'I can't speak Hindi very well; I don't pass as an Indian.'

                'Indians speak Nepali!'

                'I don't look Indian!'

                'But you are!'

                'Not by heritage. Listen, I will explain. It is true that my parents moved to India for work. But their love story is very significant. Neither sides of the family wanted them to marry, but they did anyway. They were practically forced to India. Of course, my father was not rich, so we lived in a rough area. I mean, it was safe – just not at night.'

                'That is why you hate the dark.' Arjun reasoned.

                Chandan did not nod. 'I was ten. My little brother was eight; my other was five, the other three, and the last two. He was the naughty one. He escaped one night, and we were all very worried. Search parties were organised, and I was sent out with an eighteen year old boy. I was still scared of the dark, and he teased me by hiding somewhere. When I could no longer see him I panicked, and ran around.' Chandan's eyes reddened and he hugged his legs. 'A hand came out of nowhere and covered my mouth. Another scooped me up easily. It was a man, a complete stranger. He held me so tightly I could hardly breathe! The boy finally jumped out, and was very worried. But we were too near the main road. The man simply ran off with me.

                'He took me to the train station, where we boarded a train. He gave me sleeping pills, and when I woke up I was in a filthy room on a bed crawling in lice. This was a 'home' a 'safe place'. All they really did was use the children. We made money for them. We were not educated, just taught to steal. Occasionally they would feed us, which we saw as an extreme kindness, but most times they would beat us. It is strange, when they were happy with us our hearts soared, but when they were not we were heart broken and cried for hours. When I was sixteen two friends and I stole some wallets, just like normal, and found three tickets – one in each – to Delhi. We had never thought about leaving before, but now that it was possible we knew we had to. We didn't even go back to gather our things – there was nothing to gather.

                'We were lost when we arrived in Delhi. Each of us survived on stealing and was able to go back to our hometown. First Kharan could not find his family – no-one knew where they had gone – and then Ashima could not find hers.' A tear rolled down Chandan's cheek. 'I never saw my family again. I don't even know if Sammy was found.' Arjun sat frozen in shock and sorrow. 'So now,' Chandan continued, 'you know my secret. I suppose I make a lot more sense no. The boy who never liked holidays. It is because I had to return to the streets, though my friends were in the same position. It was especially hard because they were not, until two years ago, Christians. I became a Christian the year I went to BSI, after accidentally walking into a church service one Sunday. I have grown very much.'

                Arjun nodded. 'Yes, dai. You are very strong. Thank you for telling me, dai.'

                Chandan sniffed. 'It's all right, bhai. But let me tell you, it is such a relief to have that off my shoulders. But of course, we don't have to visit my family. For all I know they are dead.'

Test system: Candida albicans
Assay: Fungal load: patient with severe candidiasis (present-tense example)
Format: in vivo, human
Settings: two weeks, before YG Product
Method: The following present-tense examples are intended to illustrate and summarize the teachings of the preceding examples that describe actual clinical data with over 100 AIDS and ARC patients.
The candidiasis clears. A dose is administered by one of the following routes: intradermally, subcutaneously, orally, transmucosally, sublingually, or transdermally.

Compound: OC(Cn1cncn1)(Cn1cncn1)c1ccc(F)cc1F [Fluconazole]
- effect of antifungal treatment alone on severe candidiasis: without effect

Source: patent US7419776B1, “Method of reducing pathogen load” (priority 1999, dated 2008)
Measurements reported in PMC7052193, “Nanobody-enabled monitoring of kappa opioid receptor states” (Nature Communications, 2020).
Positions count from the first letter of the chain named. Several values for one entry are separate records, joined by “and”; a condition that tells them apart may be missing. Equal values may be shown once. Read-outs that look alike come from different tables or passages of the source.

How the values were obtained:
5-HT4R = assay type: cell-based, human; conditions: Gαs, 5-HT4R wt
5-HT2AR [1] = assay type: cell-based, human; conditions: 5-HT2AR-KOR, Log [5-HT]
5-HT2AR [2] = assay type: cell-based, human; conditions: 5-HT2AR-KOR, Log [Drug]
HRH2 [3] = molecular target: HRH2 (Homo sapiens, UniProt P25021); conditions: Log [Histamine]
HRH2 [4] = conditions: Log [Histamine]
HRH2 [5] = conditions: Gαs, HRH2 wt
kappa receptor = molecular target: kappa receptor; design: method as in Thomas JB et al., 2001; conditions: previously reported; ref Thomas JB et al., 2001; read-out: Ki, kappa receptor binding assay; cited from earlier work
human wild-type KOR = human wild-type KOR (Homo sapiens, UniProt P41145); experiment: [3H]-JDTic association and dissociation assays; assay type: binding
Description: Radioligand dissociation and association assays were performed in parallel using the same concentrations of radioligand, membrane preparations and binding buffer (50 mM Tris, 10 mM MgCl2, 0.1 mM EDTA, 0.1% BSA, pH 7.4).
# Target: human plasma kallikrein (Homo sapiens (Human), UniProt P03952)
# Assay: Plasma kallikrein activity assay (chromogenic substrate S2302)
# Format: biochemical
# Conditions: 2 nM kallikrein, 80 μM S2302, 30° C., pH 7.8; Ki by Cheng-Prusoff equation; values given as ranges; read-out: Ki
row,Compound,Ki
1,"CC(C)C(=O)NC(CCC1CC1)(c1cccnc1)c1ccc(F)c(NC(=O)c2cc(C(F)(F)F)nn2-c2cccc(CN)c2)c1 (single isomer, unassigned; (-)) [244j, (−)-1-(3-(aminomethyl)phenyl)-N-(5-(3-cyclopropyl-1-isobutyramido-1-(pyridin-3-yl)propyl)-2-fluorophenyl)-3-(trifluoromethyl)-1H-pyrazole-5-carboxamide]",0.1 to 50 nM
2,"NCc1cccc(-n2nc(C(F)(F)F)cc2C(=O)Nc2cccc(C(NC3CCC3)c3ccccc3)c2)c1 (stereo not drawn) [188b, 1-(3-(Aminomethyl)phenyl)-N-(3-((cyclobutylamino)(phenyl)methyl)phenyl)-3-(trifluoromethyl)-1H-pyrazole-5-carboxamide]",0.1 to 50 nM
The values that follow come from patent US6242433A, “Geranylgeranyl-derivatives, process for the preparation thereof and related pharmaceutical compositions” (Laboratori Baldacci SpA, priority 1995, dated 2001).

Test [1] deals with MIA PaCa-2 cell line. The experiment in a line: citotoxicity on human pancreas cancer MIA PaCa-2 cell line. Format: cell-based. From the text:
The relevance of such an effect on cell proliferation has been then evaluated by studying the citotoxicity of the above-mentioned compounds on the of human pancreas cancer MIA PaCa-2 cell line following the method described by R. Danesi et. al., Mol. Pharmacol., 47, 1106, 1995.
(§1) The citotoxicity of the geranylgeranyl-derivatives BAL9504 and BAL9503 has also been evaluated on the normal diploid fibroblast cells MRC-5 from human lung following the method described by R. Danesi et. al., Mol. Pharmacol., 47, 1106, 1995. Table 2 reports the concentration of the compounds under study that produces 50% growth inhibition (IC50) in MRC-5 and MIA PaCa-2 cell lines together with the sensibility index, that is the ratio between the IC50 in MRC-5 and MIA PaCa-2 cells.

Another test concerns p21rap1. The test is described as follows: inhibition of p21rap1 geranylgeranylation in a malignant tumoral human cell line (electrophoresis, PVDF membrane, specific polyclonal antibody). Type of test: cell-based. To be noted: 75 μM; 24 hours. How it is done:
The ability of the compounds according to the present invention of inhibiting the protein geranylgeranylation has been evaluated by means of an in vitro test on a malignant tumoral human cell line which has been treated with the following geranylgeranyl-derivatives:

Chandan rose and left, leaving Arjun in stunned in silence.

 

Suneep awoke early the next morning and knew what he had to do. He did not pay much attention to what he put on, and came out with slightly spiked hair at the front, sunnies on his head and Converses on his feet. His jeans fit him properly, and he wore a belt for good measure. The belt was not visible, however, as he had not tucked in his blue T-shirt with various words printed on it. He wore a long-sleeve blue shirt of his T-shirt, and all the buttons were undone. He was surprised when – stepping into the kitchen – Arjun's mother spoke to him.

                'You look very smart today, Suneep.'

                'Oh. Thank you.'

                'You are welcome. Are you going out?'

                Suneep nodded. Then, distractedly, he asked, 'I have two things on my mind that I cannot shake. Ma'am...'

                'You may call me Karuna.' The woman further surprised him.

                'Oh, thank you. Karuna, how much did Arjun pay you? I know he is still paying.'

                The woman hesitated. 'I have lost count.'

                'Well if you calculate it I will pay half. It is only fair.'

                Now Karuna was surprised. Staring at Suneep, she cried, 'Suneep? Are you all right?'

                Suneep nodded seriously. 'Yes, ma'am, I am fine thank you.'

                'Are you sure?'

                'Yes. See? I have my Converses on.'

                Suneep smiled cheekily, and the woman relaxed. 'That is better. You worried me there for a minute, Suneep. I thought you were trying to change too much.'

                Suneep raised his eyebrows. 'But I should change.'

                Karuna shook her head. 'Not too much, Suneep. Do not change too much.'

                Suneep raised his eyebrows, smiled cheekily, and kissed the woman on the cheek. 'I think I will never change at all.'